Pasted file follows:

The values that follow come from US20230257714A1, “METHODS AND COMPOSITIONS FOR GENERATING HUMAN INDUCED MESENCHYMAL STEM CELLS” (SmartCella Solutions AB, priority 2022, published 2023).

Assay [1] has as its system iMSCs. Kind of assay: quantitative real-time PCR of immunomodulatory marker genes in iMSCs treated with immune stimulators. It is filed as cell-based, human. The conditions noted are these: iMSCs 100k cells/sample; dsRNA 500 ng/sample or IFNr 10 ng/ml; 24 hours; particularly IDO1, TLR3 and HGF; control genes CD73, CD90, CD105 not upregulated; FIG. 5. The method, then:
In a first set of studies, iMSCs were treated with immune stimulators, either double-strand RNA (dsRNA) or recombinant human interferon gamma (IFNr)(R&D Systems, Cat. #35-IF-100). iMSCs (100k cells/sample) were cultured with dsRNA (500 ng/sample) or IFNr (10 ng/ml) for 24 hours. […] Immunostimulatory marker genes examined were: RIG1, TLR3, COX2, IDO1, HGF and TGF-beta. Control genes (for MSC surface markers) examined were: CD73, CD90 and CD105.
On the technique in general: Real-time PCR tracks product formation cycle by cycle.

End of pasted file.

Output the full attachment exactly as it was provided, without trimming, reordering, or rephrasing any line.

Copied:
The values that follow come from US20230257714A1, “METHODS AND COMPOSITIONS FOR GENERATING HUMAN INDUCED MESENCHYMAL STEM CELLS” (SmartCella Solutions AB, priority 2022, published 2023).

Assay [1] has as its system iMSCs. Kind of assay: quantitative real-time PCR of immunomodulatory marker genes in iMSCs treated with immune stimulators. It is filed as cell-based, human. The conditions noted are these: iMSCs 100k cells/sample; dsRNA 500 ng/sample or IFNr 10 ng/ml; 24 hours; particularly IDO1, TLR3 and HGF; control genes CD73, CD90, CD105 not upregulated; FIG. 5. The method, then:
In a first set of studies, iMSCs were treated with immune stimulators, either double-strand RNA (dsRNA) or recombinant human interferon gamma (IFNr)(R&D Systems, Cat. #35-IF-100). iMSCs (100k cells/sample) were cultured with dsRNA (500 ng/sample) or IFNr (10 ng/ml) for 24 hours. […] Immunostimulatory marker genes examined were: RIG1, TLR3, COX2, IDO1, HGF and TGF-beta. Control genes (for MSC surface markers) examined were: CD73, CD90 and CD105.
On the technique in general: Real-time PCR tracks product formation cycle by cycle.